In Phantastes, George MacDonald uses allegorical settings to reflect an individual's emotions. For example, one point, Anodos, dreary and depressed, wanders around blindly in Fairy Land in search of the white lady. The setting that surrounds Anodos reflects his inner self.

I stood on the shore of a wintry sea...It was bare, and waste, and gray. Hundreds of hopeless waves rushed constantly shorewards, falling exhausted upon a beach of great loose stones, that seemed to stretch miles and miles in both directions...Sign of life was nowhere visible. I wandered over the stones, up and down the beach, a human imbodiment of the nature around me" (125). Like the waves, he feels "hopeless" and "exhausted." Like the landscape, his soul remains "bare, and waste, and gray."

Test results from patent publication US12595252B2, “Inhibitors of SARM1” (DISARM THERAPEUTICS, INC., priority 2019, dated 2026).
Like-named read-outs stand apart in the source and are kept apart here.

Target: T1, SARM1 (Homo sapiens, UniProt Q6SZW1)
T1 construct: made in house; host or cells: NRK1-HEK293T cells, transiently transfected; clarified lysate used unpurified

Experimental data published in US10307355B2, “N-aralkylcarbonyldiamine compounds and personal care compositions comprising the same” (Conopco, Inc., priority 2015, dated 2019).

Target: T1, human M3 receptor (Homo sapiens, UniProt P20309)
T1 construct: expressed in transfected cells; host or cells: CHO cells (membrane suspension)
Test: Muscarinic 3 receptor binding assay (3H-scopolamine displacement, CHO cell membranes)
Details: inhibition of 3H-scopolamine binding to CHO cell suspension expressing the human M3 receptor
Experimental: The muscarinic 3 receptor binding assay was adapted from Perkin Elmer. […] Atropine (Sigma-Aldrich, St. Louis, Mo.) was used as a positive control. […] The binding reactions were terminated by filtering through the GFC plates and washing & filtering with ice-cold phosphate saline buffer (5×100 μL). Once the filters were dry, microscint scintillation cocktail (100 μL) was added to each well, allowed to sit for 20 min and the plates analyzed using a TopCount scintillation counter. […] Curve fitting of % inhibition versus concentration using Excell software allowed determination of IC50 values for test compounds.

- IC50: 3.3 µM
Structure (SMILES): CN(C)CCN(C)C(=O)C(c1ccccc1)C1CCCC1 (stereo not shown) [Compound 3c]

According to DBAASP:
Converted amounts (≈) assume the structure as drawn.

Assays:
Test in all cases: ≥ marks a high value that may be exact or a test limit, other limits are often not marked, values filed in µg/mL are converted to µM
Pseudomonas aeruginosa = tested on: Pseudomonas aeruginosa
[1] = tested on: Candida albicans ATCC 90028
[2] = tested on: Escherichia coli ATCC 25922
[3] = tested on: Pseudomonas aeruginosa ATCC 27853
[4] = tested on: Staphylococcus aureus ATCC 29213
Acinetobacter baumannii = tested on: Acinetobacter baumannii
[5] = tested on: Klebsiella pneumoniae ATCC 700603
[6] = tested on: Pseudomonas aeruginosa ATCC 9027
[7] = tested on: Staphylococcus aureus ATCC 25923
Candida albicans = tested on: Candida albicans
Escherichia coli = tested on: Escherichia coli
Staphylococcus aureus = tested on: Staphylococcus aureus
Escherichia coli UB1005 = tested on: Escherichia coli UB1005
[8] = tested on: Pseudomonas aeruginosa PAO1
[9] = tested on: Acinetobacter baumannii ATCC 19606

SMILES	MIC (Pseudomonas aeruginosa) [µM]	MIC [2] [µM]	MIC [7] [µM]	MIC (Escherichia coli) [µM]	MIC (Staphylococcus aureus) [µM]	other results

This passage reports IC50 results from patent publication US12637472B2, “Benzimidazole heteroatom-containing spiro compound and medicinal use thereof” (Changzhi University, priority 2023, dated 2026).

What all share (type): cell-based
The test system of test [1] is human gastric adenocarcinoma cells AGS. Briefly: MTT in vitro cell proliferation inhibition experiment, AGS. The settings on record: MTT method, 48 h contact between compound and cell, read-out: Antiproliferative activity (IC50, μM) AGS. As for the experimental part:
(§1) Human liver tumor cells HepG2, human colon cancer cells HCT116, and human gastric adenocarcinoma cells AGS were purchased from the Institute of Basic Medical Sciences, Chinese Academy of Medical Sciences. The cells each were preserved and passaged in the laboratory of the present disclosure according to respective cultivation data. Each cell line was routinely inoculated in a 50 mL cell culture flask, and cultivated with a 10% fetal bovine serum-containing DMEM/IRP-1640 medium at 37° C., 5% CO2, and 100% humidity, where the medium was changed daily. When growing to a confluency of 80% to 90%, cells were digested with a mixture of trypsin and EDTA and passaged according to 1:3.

Anodos will not find happiness, and the setting will not change, until he learns that to sacrifice is the highest and truest form of love. When he dies after sacrificing himself for the knight, the landscape changes: "They laid me in the grounds of their own castle, amid many trees; where as it was spring-time, were growing primroses, and blue-bells, and all the families of the woods" (180). The description of the changed setting in the novel also reflects Anodos' internal change. The world, no longer gray, hopeless, and wintry, grows and flourishes in spring-time, reflecting Anodos' self-contentment.

How does MacDonald's use of this technique differ from Dickens's?.

Last modified 1993